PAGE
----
Two obvious features emerge when examining the history and architectural significance of parking garages. Firstly, their adaptive nature. Many contemporary cities are exploring the potential of these structures beyond mere vehicle storage, underlining Edmund Burke's impression of garages as strange places that are open to ''spiritual interpretation." Parking garages are being repurposed into urban farms, housing units, and even cultural spaces. This shift aligns with the sustainable urban development goals of reducing land wastage and promoting adaptive reuse. An iconic example would be the transformation of a parking garage in Miami into an upscale retail space, seamlessly blending commerce and car park.

The second observation is their intrinsic relationship with urban mobility patterns. As cities grapple with the challenges of pollution, traffic congestion, and the need for sustainable transport, the future of parking garages becomes uncertain. Will they be redundant in an era of autonomous vehicles and enhanced public transportation? Or will they metamorphose into something entirely unforeseen? This is reminiscent of last semester's Filling Station's conundrum in a post-fossil fuel era.

The legacy of parking garages is undeniably linked to our automobile-centric urban history. Their robust concrete frames, spiral ramps, and the rhythmic pattern of parked cars are imprints of a city's relationship with its vehicles. Yet, as urban mobility is on the brink of a revolution, architects and urban planners are reimagining these structures. It's not just about where cars will be parked, but how these spaces can be integrated into the urban fabric.

As we stand at this architectural crossroad, it's imperative to reflect on the design elements and principles that have shaped parking garages. Which of these elements deserve preservation?

The parking garage is more than a mere storage space for vehicles; it's a testament to our urban evolution. As we navigate the challenges of the 21st century, these structures bear an enorm spatial potential in re-shaping sustainable and resilient urban landscapes.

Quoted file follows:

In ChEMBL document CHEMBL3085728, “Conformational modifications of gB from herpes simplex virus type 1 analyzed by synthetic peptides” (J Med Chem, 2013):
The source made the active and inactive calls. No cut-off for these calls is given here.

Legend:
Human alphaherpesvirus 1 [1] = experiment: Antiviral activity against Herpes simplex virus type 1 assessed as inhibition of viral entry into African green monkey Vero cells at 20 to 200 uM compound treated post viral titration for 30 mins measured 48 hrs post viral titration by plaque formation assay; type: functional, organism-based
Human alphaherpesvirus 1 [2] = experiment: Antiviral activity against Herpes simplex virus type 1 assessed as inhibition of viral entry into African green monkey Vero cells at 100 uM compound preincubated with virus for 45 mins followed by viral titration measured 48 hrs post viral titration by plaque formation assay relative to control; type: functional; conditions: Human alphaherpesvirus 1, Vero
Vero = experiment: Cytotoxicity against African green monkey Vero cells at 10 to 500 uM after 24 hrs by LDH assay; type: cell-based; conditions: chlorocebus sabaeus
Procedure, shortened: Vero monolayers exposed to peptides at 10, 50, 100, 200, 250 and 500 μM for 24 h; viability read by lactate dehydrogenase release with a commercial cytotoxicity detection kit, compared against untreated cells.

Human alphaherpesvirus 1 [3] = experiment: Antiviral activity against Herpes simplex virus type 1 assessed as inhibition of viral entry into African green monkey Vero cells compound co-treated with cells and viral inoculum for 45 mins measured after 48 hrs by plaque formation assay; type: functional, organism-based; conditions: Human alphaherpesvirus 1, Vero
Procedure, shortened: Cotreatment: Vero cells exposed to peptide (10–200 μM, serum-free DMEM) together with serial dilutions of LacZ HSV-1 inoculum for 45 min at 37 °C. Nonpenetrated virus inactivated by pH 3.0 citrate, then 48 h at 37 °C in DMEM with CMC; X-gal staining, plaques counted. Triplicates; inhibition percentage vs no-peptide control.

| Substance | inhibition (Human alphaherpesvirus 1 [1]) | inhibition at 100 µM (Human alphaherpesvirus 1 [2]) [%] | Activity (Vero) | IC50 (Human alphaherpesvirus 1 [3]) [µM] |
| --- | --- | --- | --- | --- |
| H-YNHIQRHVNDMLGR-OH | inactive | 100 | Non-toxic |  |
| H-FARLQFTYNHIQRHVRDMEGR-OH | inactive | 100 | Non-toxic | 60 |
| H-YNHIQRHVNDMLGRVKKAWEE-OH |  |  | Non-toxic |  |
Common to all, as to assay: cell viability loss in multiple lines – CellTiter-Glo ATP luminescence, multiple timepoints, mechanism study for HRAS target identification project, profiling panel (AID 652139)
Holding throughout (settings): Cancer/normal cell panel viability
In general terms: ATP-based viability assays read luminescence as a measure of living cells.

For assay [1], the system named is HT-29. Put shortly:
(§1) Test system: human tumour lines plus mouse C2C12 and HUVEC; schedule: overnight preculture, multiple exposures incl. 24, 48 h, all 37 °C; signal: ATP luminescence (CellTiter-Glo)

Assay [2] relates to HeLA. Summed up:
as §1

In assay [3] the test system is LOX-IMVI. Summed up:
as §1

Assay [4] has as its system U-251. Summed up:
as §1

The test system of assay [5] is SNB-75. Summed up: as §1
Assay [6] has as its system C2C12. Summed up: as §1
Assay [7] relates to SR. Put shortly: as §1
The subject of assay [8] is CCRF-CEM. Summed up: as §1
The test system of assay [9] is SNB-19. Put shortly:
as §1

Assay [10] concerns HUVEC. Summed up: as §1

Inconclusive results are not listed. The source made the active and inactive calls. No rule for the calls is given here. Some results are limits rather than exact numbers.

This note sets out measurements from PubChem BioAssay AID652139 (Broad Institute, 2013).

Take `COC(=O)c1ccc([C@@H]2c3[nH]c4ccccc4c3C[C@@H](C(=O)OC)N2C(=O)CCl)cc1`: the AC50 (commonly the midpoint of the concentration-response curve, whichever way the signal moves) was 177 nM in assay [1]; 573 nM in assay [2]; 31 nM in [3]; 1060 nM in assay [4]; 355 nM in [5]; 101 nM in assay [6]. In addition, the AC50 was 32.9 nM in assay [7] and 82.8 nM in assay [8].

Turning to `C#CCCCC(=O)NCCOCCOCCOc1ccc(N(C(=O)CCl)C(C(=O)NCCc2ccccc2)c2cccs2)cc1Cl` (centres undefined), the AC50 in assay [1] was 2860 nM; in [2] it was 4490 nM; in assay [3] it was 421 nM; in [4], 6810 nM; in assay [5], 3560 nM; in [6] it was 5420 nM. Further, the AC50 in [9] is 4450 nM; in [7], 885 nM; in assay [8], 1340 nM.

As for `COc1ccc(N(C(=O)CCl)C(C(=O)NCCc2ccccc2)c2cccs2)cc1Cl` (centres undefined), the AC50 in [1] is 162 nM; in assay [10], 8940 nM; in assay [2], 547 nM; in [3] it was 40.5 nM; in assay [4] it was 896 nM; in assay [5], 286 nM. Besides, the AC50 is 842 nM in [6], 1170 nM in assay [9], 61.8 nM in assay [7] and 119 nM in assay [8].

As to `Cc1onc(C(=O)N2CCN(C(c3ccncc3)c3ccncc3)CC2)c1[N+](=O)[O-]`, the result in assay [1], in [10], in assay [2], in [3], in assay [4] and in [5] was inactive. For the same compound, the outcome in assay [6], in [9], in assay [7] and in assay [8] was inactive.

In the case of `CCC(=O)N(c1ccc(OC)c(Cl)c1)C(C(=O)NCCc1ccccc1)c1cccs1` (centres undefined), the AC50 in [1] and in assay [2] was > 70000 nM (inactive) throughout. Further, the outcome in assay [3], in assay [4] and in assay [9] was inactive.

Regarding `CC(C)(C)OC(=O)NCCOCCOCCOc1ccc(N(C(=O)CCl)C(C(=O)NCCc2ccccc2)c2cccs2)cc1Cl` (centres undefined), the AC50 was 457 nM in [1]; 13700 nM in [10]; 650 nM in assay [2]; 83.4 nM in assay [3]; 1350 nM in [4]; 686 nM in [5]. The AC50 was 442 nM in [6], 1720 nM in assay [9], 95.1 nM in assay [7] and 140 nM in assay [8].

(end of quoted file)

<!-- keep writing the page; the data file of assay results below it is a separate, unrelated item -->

Territorial Data and Analyse

Typology and Adaptation

Tradition and Modernity

Image and Reference

Complexity and Logistics

Large Scale and Small Scale

Location and Context

Acquis de formation

A la fin de ce cours l'étudiant doit être capable de:

  • Catégoriser
  • Comparer
  • Evaluer
  • Formuler une hypothèse
  • Visualiser

Méthode d'enseignement

The course is subdivided into two main parts: i) in class supported student-led research and ii) a design project exercise.

Group work, individual work, lectures, studio work, round table discussions, study trip, intermediate review and final review with guest critics.

Travail attendu

Students are expected to actively participate to the course. Each student will choose an own focus on mobility linked typ. All the collected research will be stored and shared between the students in an online platform. During the semester each student will cross-reference his findings with the others and develop a new sustainable/critical strategy tackling the architectonical form and function of mobility in an own design project.

Studio work, team work between 2, analysis of the territory, development of a program, presentation of the project by means of drawings, visualisations, oral presentations and models ranging from 1:20 000 to 1:10 scale, practical and manual skills.v

Méthode d'évaluation

20% collection of data and their critical evaluation

20% observation, documentation and analyse of the selected urban territory and type

20% formulate a design project

20% visualisation the design project

20% defend the concept in front of juries


Office hours Oui
Assistants Oui
Forum électronique Oui



will be provided with a reader in feb 2024


Dans les plans d'études

  • Semestre: Printemps
  • Forme de l'examen: Pendant le semestre (session d'été)
  • Matière examinée: Théorie et critique du projet MA2 (Fröhlich M. & A.)
  • Cours: 2 Heure(s) hebdo x 14 semaines
  • Projet: 4 Heure(s) hebdo x 14 semaines
  • Type: obligatoire
  • Semestre: Printemps
  • Forme de l'examen: Pendant le semestre (session d'été)
  • Matière examinée: Théorie et critique du projet MA2 (Fröhlich M. & A.)
  • Cours: 2 Heure(s) hebdo x 14 semaines
  • Projet: 4 Heure(s) hebdo x 14 semaines
  • Type: obligatoire
  • Semestre: Printemps
  • Forme de l'examen: Pendant le semestre (session d'été)
  • Matière examinée: Théorie et critique du projet MA2 (Fröhlich M. & A.)
  • Cours: 2 Heure(s) hebdo x 14 semaines
  • Projet: 4 Heure(s) hebdo x 14 semaines
  • Type: optionnel

Semaine de référence